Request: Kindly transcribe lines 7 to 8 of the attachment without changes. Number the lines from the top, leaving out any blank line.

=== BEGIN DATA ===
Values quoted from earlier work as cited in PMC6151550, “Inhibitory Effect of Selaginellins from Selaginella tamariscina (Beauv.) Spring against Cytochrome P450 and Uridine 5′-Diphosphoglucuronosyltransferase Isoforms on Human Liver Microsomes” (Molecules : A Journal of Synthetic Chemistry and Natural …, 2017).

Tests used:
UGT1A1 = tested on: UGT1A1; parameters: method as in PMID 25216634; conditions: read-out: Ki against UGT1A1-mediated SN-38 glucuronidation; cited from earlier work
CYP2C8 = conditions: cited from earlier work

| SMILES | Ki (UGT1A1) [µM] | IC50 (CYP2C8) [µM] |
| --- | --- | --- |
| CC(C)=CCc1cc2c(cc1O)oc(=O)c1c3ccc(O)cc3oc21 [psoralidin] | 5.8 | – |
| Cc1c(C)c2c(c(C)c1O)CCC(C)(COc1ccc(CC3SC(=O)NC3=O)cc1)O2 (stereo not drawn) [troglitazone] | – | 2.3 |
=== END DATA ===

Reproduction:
| CC(C)=CCc1cc2c(cc1O)oc(=O)c1c3ccc(O)cc3oc21 [psoralidin] | 5.8 | – |
| Cc1c(C)c2c(c(C)c1O)CCC(C)(COc1ccc(CC3SC(=O)NC3=O)cc1)O2 (stereo not drawn) [troglitazone] | – | 2.3 |